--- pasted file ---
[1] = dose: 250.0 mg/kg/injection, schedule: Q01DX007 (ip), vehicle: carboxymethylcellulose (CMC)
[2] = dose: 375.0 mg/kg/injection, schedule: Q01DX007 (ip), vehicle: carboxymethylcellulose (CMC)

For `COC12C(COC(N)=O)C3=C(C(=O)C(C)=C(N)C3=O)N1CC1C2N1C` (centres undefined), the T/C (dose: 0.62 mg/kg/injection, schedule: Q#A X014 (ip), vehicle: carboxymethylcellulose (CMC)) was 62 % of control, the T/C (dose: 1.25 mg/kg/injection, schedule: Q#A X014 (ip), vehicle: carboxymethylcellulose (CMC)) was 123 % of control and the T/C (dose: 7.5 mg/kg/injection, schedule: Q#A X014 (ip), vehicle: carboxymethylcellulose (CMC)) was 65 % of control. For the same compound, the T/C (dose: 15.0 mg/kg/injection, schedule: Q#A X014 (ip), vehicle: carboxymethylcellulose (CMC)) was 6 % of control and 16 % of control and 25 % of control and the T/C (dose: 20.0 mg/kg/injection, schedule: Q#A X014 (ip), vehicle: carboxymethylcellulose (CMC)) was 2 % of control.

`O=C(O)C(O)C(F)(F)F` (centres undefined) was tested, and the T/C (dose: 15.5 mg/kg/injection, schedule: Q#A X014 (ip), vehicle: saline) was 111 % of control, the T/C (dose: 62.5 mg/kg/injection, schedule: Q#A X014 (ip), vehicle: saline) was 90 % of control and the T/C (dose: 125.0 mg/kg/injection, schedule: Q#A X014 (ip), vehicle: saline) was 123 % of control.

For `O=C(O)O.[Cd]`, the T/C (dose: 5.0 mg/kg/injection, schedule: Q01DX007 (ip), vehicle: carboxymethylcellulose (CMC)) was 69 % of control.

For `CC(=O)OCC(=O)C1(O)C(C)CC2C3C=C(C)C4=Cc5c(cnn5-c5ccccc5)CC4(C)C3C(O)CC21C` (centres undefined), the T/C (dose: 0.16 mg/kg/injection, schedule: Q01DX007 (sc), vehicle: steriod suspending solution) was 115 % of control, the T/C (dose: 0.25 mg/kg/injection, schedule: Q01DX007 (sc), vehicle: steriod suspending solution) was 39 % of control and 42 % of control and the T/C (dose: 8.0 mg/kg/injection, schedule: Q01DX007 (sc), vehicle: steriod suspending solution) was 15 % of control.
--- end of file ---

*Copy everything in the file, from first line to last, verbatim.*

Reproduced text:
[1] = dose: 250.0 mg/kg/injection, schedule: Q01DX007 (ip), vehicle: carboxymethylcellulose (CMC)
[2] = dose: 375.0 mg/kg/injection, schedule: Q01DX007 (ip), vehicle: carboxymethylcellulose (CMC)

For `COC12C(COC(N)=O)C3=C(C(=O)C(C)=C(N)C3=O)N1CC1C2N1C` (centres undefined), the T/C (dose: 0.62 mg/kg/injection, schedule: Q#A X014 (ip), vehicle: carboxymethylcellulose (CMC)) was 62 % of control, the T/C (dose: 1.25 mg/kg/injection, schedule: Q#A X014 (ip), vehicle: carboxymethylcellulose (CMC)) was 123 % of control and the T/C (dose: 7.5 mg/kg/injection, schedule: Q#A X014 (ip), vehicle: carboxymethylcellulose (CMC)) was 65 % of control. For the same compound, the T/C (dose: 15.0 mg/kg/injection, schedule: Q#A X014 (ip), vehicle: carboxymethylcellulose (CMC)) was 6 % of control and 16 % of control and 25 % of control and the T/C (dose: 20.0 mg/kg/injection, schedule: Q#A X014 (ip), vehicle: carboxymethylcellulose (CMC)) was 2 % of control.

`O=C(O)C(O)C(F)(F)F` (centres undefined) was tested, and the T/C (dose: 15.5 mg/kg/injection, schedule: Q#A X014 (ip), vehicle: saline) was 111 % of control, the T/C (dose: 62.5 mg/kg/injection, schedule: Q#A X014 (ip), vehicle: saline) was 90 % of control and the T/C (dose: 125.0 mg/kg/injection, schedule: Q#A X014 (ip), vehicle: saline) was 123 % of control.

For `O=C(O)O.[Cd]`, the T/C (dose: 5.0 mg/kg/injection, schedule: Q01DX007 (ip), vehicle: carboxymethylcellulose (CMC)) was 69 % of control.

For `CC(=O)OCC(=O)C1(O)C(C)CC2C3C=C(C)C4=Cc5c(cnn5-c5ccccc5)CC4(C)C3C(O)CC21C` (centres undefined), the T/C (dose: 0.16 mg/kg/injection, schedule: Q01DX007 (sc), vehicle: steriod suspending solution) was 115 % of control, the T/C (dose: 0.25 mg/kg/injection, schedule: Q01DX007 (sc), vehicle: steriod suspending solution) was 39 % of control and 42 % of control and the T/C (dose: 8.0 mg/kg/injection, schedule: Q01DX007 (sc), vehicle: steriod suspending solution) was 15 % of control.